Not only do Henry Paulson and his buddies have a big TARP (Troubled Asset Relief Program), but it appears they may be getting less and less selective about exactly what kind of companies can seek shelter under it.
I recently caught word that insurers like MetLife
Are you getting the impression that things could get ridiculous now that Paulson & Friends have the giant financial super-blaster bazooka that is TARP? I know I am. That's why I felt moved to do a follow-up to my piece from September, Too [Blank] To Fail. Remember, this is for entertainment purposes only, and not meant to comment on whether these particular businesses are particularly failure-ready. I just think that if you don't mind a little gallows humor, there's a lot to mock in these crazy times.
Too patriotic to fail: Bank of America
(NYSE:BAC). If Henry Paulson and Ben Bernanke think confidence is bad now, well, gosh, maybe any company with "America" in its name just shouldn't be allowed to lose. (And heck, maybe Bank of America could even merge with the U.S. Treasury!)
Too important to fail: GlaxoSmithKline
(NYSE:GSK). One word: Paxil.
Too shallow to fail: Abercrombie & Fitch
(NYSE:ANF). Perhaps few companies are more emblematic of a decade-plus of excess and absurdity than Abercrombie & Fitch, which peddles mundane, overpriced clothes to kids, using often ironically under-clad marketing and, in an ugly yet not surprising twist, apparently has a policy of rating employees by their faces.
Too adored to fail: Apple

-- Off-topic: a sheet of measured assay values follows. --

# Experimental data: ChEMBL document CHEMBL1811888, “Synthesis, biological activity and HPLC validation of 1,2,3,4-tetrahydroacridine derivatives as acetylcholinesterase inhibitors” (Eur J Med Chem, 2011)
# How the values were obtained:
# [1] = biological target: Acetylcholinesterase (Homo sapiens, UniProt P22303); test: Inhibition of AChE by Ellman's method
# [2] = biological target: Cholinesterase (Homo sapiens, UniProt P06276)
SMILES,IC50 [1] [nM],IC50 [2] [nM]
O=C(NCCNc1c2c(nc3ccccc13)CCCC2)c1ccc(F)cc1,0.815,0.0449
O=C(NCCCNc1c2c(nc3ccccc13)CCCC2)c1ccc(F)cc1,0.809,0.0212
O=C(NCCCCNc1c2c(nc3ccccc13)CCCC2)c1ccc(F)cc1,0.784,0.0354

(NASDAQ:AAPL). I'm pretty sure there are millions of people who believe a world without Apple would be a world not worth living in. That would be extremely bad for the already beleaguered economy. (Related funding needed: cryopreservation research due to rampant paranoia about Steve Jobs' health, which could also prevent 18-year-old "citizen journalist" jokers from inadvertently having their way with Apple's stock price.)
Too completely lame to fail: Warner Music Group
(NYSE:WMG). This company resides within an industry that seems to favor a business model that looks backward, prefers finding and marketing mainstream bile, and loves to sue its own customers, who arguably also provide extremely effective word-of-mouth marketing -- yeah, that sounds "good enough for the government" to me.
Please feel free to join in the fun, and use the comment boxes below to crack some jokes on some companies that you can humorously argue are too "something" to fail. These may be rough times (super weird ones, too), but at least we can try to keep our senses of humor intact.